JAKARTA, KOMPAS.com - The position of women in the transformation era of Indonesia is still considered problematic. Women would sometimes still face pressure to surrender their ambitions and identities to the rigors of the suburban hearth and home. But Anindya Restuviani or Vivi’s view is always broader.
Vivi’s childhood was not the worst case for a survivor of gender-based discrimination. She was raised in Semarang, Central Java within the sphere of double privileged families, being a Muslim and a Javanese. Her late father was also an activist, making the whole family fully aware of gender issues.
Her first letdown might have come from her grandmother. She was a teacher, which sounds like a profession that is aware of the importance of education. In truth, she held or perpetuated biased perceptions of educational discrepancies for males and females.
“‘You don’t have to get your education way too high or no man's going to marry you,’” said Vivi, recalling her grandmother talking to her.
In middle school, Vivi spent six years in an Islamic boarding school. There, as a female student, she had trouble with certain educational facilities.
“Since then, I knew there was something wrong with the world but that it was not yet my true calling until I furthered my studies in a university where I encountered and looked deeper to more gender issues,” Vivi said.
“That was when I decided to work for gender equality. Things that I saw outside my comfort bubbles definitely affected me, but there was also something personal that drove me.”
Since then, Vivi has been proud to call herself a feminist. She became the project director of Jakarta Feminist, an organization that fights for the fulfillment and protection of the rights of women and other marginalized groups based and the committee behind the Women's March Jakarta (2017-2021) and the Feminist Fest (2017 and 2019).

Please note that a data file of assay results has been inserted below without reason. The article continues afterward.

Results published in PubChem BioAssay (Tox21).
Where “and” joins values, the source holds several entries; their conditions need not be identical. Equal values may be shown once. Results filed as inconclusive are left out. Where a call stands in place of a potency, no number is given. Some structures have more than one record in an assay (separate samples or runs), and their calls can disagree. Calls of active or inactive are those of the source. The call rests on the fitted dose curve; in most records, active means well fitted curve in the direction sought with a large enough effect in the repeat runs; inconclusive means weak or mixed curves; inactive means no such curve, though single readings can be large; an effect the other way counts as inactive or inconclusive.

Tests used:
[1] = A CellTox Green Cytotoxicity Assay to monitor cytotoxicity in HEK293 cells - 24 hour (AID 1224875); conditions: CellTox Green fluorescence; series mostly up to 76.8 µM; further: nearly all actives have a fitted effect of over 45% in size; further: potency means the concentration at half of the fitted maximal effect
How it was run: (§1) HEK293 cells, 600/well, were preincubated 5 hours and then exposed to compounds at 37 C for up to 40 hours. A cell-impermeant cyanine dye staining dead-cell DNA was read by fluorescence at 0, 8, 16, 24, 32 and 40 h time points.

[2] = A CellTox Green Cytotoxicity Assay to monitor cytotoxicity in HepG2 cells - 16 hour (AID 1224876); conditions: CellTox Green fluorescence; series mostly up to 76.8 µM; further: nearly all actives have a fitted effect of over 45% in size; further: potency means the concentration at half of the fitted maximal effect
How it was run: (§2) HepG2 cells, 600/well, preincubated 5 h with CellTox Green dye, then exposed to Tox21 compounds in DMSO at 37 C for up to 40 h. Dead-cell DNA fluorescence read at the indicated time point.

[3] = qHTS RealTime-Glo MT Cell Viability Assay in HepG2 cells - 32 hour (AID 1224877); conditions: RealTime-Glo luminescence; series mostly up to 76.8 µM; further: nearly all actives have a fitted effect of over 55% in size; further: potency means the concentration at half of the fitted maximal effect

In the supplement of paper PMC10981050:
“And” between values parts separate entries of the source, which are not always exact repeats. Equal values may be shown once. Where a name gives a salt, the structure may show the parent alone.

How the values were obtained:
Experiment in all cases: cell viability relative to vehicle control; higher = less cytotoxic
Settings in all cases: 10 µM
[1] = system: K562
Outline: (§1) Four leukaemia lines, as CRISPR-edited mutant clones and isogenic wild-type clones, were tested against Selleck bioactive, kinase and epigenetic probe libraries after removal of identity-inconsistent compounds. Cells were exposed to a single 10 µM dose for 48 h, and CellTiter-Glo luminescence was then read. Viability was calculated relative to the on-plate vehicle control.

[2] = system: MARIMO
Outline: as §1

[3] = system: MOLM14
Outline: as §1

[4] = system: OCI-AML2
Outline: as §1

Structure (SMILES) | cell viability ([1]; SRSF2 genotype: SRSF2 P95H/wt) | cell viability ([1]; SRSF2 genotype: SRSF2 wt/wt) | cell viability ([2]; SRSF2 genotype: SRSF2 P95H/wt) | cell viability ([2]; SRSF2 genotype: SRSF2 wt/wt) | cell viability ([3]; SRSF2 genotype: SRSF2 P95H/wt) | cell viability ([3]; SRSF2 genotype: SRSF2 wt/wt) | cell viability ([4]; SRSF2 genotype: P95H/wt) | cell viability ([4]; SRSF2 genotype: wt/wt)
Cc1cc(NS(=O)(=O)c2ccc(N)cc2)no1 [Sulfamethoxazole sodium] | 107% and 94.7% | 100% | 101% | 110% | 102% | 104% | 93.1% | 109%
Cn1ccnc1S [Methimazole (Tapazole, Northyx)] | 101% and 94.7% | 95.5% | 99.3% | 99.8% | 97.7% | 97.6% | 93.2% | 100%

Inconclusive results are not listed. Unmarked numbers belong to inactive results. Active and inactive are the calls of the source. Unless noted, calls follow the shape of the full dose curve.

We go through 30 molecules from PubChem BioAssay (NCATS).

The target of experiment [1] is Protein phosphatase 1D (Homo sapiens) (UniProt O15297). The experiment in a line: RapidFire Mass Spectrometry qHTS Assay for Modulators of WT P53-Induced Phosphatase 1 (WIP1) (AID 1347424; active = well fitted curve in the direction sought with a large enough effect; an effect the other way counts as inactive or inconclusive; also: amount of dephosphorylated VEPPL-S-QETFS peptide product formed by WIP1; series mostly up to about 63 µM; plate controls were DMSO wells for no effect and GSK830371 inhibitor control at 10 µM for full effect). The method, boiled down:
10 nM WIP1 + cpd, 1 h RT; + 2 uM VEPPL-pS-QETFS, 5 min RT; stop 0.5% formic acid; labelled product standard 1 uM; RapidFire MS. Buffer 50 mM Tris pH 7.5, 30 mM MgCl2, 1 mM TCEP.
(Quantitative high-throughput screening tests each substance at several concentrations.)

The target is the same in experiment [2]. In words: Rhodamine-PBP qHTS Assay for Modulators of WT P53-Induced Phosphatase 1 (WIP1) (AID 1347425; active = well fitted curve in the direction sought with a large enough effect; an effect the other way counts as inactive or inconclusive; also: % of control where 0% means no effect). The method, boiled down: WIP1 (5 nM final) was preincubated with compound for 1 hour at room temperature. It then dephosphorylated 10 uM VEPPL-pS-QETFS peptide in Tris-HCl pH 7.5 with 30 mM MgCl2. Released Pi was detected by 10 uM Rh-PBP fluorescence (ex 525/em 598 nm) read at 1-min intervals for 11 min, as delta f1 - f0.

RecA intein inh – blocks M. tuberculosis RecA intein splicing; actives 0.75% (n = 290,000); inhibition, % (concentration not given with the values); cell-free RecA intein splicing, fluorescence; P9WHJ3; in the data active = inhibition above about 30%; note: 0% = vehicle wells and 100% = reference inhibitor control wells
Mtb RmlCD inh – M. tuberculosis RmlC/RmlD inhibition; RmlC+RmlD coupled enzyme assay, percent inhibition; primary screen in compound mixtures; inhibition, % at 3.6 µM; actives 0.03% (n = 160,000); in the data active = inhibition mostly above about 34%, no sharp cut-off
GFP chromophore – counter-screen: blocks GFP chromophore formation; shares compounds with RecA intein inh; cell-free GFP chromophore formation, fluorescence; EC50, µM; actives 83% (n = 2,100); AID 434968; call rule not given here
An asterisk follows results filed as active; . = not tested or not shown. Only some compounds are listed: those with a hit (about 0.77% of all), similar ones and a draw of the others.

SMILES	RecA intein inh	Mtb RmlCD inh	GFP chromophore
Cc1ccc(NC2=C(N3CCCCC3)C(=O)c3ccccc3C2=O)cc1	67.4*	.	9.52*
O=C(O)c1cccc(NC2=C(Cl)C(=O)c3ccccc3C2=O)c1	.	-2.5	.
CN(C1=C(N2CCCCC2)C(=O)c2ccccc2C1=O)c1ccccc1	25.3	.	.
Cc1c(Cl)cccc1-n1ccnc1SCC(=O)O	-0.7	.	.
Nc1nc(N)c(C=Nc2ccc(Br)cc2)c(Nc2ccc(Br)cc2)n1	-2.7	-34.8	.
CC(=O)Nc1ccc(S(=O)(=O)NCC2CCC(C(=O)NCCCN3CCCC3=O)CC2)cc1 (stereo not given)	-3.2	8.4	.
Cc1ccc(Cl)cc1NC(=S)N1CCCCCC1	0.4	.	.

Protects women when the law won’t
Legal barriers in some key areas, however, coupled with a patriarchal culture and religious conservatism, continue to prevent Indonesian girls and women from fulfilling their rights.
“I think a lot of Indonesians would say we have received gender equality because girls can go to school or women can find decent jobs, but that statement is not looking deeper to the quality of life of women in Indonesia,” said Vivi.
“A lot of people would also say we have received gender equality because we have women representatives in the government.”
Despite the increasing women’s participation in government at all levels, Vivi sometimes questions who these women are representing. Fighting for women’s rights for years with the government still not being responsive towards, Vivi knows that Indonesia still has a long way to go to achieve gender equality.
“There are so many laws that are in the struggle to get passed and those are the laws that women and marginal communities desperately need. I mean, the protection of domestic workers' bill has been sitting on the national priority list for 17 years!” said Vivi.
Known locally as RUU Perlindungan Pekerja Rumah Tangga (RUU PRT), the bill contains protections for domestic workers' rights, including the introduction of a standardized minimum wage, regulated working hours, regular days off, and protection from mistreatment and violence.